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SA space scientists breach “important milestone”

Scientists at the Hartebeesthoek Radio Astronomy Observatory (HartRAO) and the Karoo Array Telescope (KAT-7) have collaborated to conduct the first very long baseline interferometry (VLBI) observation in South Africa without the assistance of other countries.

Square Kilometer Array (SKA) South Africa Director Dr Bernie Fanaroff has hailed the “detection of fringes” in the experiment as “an important milestone”. The experiment linked a 26m HartRAO dish near Pretoria teamed with one of the seven 12m KAT-7 dishes at Klerefontein near Carnarvon in the Northern Cape. The dishes, some 900km apart, were linked to jointly observe and record data from a distant radio source known as 3C273. The data was then correlated in Cape Town to produce the first ever African fringe detection at its first attempt, the Department of Science and Techology said in a statement.

“VLBI is significant as it’s used for imaging distant cosmic radio sources, spacecraft tracking, and for applications in astrometry. However, it can also be used 'in reverse' to perform earth rotation studies, map movements of tectonic plates very precisely (within millimetres), and other types of geodesy,” says Fanaroff.

In addition to the fringe detection breakthrough, South African engineers have also built the building block for the next generation of digital processing systems, vital for the SKA. The reconfigurable open architecture computing hardware (ROACH) board is primarily a South African development and already in use in 300 high-tech facilities around the globe. However, ROACH-2 prototypes are much faster and more powerful.

“To put it in perspective SKA is expected to collect more data in one week than humankind has collected in its entire history,” says Fanaroff of the 3000 to 5000-dish telescope that will be built by an international scientific consortium either in South Africa or in Australia. Fanaroff says the leap forward in technology is largely thanks to advances in field-programmable gate array (FPGA) technology. He notes the “good news” is that progress in FPGA is set to hold for another four generations, so future iterations of ROACH (3, 4, 5 and 6) are likely in the next few years. “This is all essential preparation for the SKA project,” explains Fanaroff. “SKA will revolutionise science. It will be the world’s largest radio telescope and probably capable of answering questions that we haven’t even thought to ask yet,” elucidates Fanaroff.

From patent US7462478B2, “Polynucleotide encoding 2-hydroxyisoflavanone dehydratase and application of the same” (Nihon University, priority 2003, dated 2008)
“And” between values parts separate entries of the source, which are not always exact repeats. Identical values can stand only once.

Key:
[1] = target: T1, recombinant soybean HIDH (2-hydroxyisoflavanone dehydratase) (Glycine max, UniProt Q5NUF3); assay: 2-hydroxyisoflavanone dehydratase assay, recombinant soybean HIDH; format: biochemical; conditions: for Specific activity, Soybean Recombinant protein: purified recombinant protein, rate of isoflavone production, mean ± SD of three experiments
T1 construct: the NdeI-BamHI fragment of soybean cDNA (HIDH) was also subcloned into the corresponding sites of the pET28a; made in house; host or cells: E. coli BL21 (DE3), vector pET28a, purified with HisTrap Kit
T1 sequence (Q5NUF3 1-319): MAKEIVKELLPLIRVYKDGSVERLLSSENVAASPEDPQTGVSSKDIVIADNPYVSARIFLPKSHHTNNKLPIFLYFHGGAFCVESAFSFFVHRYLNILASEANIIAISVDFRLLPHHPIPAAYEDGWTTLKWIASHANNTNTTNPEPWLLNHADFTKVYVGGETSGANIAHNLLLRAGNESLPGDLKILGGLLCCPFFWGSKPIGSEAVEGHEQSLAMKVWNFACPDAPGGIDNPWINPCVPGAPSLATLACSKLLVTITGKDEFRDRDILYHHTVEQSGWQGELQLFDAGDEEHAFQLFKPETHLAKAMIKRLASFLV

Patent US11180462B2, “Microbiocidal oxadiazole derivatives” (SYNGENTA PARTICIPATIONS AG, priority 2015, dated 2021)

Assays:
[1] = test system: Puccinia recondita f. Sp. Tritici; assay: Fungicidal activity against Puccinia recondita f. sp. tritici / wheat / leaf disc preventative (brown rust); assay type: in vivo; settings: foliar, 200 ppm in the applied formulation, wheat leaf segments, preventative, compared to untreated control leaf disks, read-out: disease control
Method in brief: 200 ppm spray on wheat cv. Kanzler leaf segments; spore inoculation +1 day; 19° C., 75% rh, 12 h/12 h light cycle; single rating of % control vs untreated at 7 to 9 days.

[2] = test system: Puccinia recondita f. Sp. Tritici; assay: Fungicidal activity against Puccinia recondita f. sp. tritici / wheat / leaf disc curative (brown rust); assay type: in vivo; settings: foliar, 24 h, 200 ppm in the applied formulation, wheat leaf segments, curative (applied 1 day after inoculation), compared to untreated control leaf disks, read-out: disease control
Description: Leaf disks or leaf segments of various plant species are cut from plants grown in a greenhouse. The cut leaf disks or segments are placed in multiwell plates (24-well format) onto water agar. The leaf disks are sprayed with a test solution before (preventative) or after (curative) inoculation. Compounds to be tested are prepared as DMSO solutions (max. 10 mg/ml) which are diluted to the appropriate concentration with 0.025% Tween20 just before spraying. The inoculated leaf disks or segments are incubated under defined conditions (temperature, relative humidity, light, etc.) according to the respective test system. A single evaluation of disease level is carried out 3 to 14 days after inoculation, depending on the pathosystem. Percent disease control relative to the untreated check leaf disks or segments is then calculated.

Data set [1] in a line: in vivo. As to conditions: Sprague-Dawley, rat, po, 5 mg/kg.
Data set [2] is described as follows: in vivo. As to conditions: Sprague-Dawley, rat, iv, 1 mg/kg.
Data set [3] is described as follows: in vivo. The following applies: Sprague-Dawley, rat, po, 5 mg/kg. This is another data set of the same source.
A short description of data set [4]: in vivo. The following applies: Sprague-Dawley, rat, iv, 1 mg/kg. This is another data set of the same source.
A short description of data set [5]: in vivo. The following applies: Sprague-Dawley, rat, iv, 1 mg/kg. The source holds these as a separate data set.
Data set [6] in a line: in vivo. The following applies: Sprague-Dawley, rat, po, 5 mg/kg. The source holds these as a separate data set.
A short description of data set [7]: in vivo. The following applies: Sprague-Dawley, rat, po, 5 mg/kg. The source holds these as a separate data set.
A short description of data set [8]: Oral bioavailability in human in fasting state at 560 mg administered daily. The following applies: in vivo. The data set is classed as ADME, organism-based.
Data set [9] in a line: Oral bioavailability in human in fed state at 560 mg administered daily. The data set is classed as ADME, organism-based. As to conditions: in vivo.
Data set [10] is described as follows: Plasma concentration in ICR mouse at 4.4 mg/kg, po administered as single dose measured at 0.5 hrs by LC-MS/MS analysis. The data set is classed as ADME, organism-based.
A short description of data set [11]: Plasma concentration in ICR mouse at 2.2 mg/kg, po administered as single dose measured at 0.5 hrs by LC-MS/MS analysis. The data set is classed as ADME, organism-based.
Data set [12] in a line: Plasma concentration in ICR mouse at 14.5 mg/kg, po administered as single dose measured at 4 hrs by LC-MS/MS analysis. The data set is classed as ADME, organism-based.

Expected scientific discoveries range from understanding the cosmic web of neutral gas, which will unravel how the first stars and black holes were formed. It will track galaxies to investigate the rate of expansion of the universe and hopefully identify the nature of dark energy. It will also produce three-dimensional galactic maps and detect what are lightly to be extremely weak extra-terrestrial signals and pinpoint planets capable of supporting life. It will also allow for the study of gravity, which could possibly lead to the theory of relativity being challenged. Pulsars, the collapsed spinning cores of dead stars, will also be monitored providing information on gravitational waves and black holes.

“In 2011 South Africa in conjunction with its eight African-partner countries bidding communally for the SKA will pull out all the stops to show the world that Africa is the future as far as science and technology are concerned,” says Fanaroff.

Cabinet in 2009 approved a R1.6 billion budget to win the right to host the instrument. This includes the construction of two demonstration instruments, KAT-7 and a larger MeerKAT of some 65 dishes. Construction of the KAT-7 began in July 2009 and was completed in January 2010. MeerKAT is scheduled for completion by December next year and should commission in 2013 at a cost of R860 million.

An international panel will next year decide where to build the SKA with construction slated to start in 2013. South Africa was shortlisted for the facility – along with Australia – in 2006. The SKA is set to cost €1.5 billion (R14.6 billion today) and will earn its host about €200 million (R1.954 billion) a year for 20 to 30 years in expenses related to operations and maintenance, Minister of Science and Technology Naledi Pandor said last November.

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